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Labor sees gains in talks with Sharon

Terms reached on Gaza pullout

JERUSALEM -- The opposition Labor party reported progress yesterday in stop-and-go coalition talks with Prime Minister Ariel Sharon of Israel, saying negotiators have produced a joint paper on the terms of a planned Gaza withdrawal.

But the two sides remain far apart on what Labor denounced as the government's ''piggish capitalism."

Sharon alienated much of his prosettler constituency and lost his majority in parliament when he decided to withdraw from all of Gaza and four West Bank settlements by late next year.

He is seeking to bring Labor and other parties into his government to reinforce his coalition and secure a Cabinet majority for the pullout, key to carrying out his plan of ''unilateral disengagement" from the Palestinians.

Labor, which favors steps more far-reaching than Sharon's withdrawal plan, is the main piece in the puzzle. Other parties might give Sharon a slim majority, but no other combination assures Cabinet approval of all stages of the pullout.

Labor leader Shimon Peres confirmed yesterday that negotiators from his party and Sharon's Likud party have reached agreement on the terms of the Gaza pullback and on general policy toward the Palestinians.

Interviewed by the Italian newspaper Il Secolo, Peres said his main demands were accepted, including a more detailed timetable for a Gaza withdrawal.

Peres also said Sharon was willing to consider coordination with the Palestinians. Sharon's negotiators ''agreed to see if they can find an effective Palestinian partner," Peres said.

Peres spokesman Yoram Dori said the Gaza understanding is not completed, and Sharon's advisers declined to comment.

A key principle of Sharon's plan is a refusal to coordinate with the Palestinians. Sharon maintains the Palestinian leadership is not moving to stop four years of violence. With his plan, he hopes to bypass the Palestinians, solidify his grip on parts of the West Bank, and hold off international peace initiatives.

Labor insists that Israel must continue negotiating with the Palestinians.

Under Labor's agreement with Sharon, published yesterday in the daily newspaper Yediot Ahronot, compensation payments for settlers would be accelerated, with payouts to begin as early as next week. Such payments could induce more settlers to leave voluntarily and weaken what is expected to be considerable settler resistance that might sabotage a withdrawal.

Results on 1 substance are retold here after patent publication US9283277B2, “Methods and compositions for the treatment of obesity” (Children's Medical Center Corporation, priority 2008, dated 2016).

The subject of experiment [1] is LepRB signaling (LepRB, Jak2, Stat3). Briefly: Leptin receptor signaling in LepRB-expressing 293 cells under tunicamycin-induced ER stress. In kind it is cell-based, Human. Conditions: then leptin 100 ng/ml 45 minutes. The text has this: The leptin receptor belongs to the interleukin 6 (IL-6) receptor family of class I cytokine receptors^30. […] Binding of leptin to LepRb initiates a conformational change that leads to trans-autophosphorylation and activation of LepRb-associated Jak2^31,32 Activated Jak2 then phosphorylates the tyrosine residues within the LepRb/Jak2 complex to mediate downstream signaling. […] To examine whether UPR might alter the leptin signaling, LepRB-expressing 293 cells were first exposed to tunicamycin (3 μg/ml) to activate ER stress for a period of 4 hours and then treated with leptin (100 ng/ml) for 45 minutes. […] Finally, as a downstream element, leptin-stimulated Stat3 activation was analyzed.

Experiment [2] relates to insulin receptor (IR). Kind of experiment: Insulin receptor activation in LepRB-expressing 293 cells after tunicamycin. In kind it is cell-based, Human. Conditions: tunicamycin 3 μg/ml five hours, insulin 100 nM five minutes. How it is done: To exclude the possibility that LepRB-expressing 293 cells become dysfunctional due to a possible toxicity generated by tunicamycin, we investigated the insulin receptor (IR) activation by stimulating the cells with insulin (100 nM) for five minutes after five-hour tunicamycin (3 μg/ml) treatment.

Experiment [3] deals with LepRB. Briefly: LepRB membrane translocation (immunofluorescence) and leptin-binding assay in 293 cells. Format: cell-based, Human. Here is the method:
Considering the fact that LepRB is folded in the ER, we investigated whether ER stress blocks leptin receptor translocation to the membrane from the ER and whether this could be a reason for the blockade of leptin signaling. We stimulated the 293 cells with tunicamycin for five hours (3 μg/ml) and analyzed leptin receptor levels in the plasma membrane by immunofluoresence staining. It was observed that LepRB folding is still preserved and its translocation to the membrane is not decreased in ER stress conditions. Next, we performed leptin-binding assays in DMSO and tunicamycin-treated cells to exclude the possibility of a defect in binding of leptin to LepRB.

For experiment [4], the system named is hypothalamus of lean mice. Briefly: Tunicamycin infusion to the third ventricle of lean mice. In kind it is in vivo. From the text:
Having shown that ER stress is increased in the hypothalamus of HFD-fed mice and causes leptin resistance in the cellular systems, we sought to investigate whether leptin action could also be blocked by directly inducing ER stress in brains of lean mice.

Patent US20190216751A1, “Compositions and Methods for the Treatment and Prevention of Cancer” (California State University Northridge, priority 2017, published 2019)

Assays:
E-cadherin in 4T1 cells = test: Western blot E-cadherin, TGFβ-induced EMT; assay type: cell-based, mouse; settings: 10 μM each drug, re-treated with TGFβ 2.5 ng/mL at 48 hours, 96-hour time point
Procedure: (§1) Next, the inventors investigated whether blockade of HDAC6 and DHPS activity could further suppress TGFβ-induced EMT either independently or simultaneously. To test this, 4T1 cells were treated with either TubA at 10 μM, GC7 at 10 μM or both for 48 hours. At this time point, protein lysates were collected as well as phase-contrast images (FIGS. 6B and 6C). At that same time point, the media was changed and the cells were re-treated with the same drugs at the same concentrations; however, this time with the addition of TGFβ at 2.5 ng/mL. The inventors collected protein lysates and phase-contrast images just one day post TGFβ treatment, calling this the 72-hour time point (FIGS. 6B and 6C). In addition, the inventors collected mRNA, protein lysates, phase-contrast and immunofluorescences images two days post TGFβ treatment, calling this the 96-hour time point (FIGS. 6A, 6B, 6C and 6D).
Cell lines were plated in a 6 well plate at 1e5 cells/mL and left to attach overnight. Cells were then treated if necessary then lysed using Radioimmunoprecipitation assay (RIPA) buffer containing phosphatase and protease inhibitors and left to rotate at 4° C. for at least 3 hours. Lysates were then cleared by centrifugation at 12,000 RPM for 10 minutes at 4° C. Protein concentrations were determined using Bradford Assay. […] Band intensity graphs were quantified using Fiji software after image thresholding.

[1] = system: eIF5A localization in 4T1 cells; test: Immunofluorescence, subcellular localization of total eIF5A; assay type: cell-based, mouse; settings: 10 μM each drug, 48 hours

The document said West Bank settlement outposts would be dismantled immediately, in line with Israel's obligations under the US-backed ''road map." That peace plan requires taking down the outposts, halting construction in settlements, and disarming Palestinian militants on the way to creating a Palestinian state.

Wide gaps also remain on domestic issues in Israel.

Labor objects to the reform plan by Finance Minister Benjamin Netanyahu. The proposal includes welfare cuts and tax breaks for the wealthy to stimulate the economy. Yesterday, Netanyahu presented a $59 billion budget proposal, which includes a $1.3 billion spending cut.

Labor legislator Ofir Pines-Paz told Israel Army Radio, ''We will not sit in a government in which piggish capitalism is running rampant."

Sharon and Peres met yesterday evening to discuss the differences. Dori said Peres presented Labor's positions, and Sharon promised a quick reply after he holds consultations.

Elsewhere, an Israeli helicopter fired three missiles yesterday near the Rafah refugee camp in the Gaza Strip, witnesses said. No casualties were reported. Reuters cited Israeli military sources confirming that missiles were fired and saying it was a preventive measure to repel militants preparing to attack an army position.

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